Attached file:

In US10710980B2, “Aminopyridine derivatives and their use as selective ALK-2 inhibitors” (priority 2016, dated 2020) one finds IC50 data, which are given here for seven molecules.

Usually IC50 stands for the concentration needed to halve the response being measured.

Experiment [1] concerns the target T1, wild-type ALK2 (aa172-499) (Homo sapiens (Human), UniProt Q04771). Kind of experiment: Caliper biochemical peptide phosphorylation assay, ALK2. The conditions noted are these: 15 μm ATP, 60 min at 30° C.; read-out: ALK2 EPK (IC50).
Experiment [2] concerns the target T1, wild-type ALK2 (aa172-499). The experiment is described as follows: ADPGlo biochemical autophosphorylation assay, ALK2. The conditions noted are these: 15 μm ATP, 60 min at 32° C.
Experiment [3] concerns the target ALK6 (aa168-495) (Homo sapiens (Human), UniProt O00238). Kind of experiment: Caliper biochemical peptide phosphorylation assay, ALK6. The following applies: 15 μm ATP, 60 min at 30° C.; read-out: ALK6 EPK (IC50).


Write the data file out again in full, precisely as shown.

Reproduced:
In US10710980B2, “Aminopyridine derivatives and their use as selective ALK-2 inhibitors” (priority 2016, dated 2020) one finds IC50 data, which are given here for seven molecules.

Usually IC50 stands for the concentration needed to halve the response being measured.

Experiment [1] concerns the target T1, wild-type ALK2 (aa172-499) (Homo sapiens (Human), UniProt Q04771). Kind of experiment: Caliper biochemical peptide phosphorylation assay, ALK2. The conditions noted are these: 15 μm ATP, 60 min at 30° C.; read-out: ALK2 EPK (IC50).
Experiment [2] concerns the target T1, wild-type ALK2 (aa172-499). The experiment is described as follows: ADPGlo biochemical autophosphorylation assay, ALK2. The conditions noted are these: 15 μm ATP, 60 min at 32° C.
Experiment [3] concerns the target ALK6 (aa168-495) (Homo sapiens (Human), UniProt O00238). Kind of experiment: Caliper biochemical peptide phosphorylation assay, ALK6. The following applies: 15 μm ATP, 60 min at 30° C.; read-out: ALK6 EPK (IC50).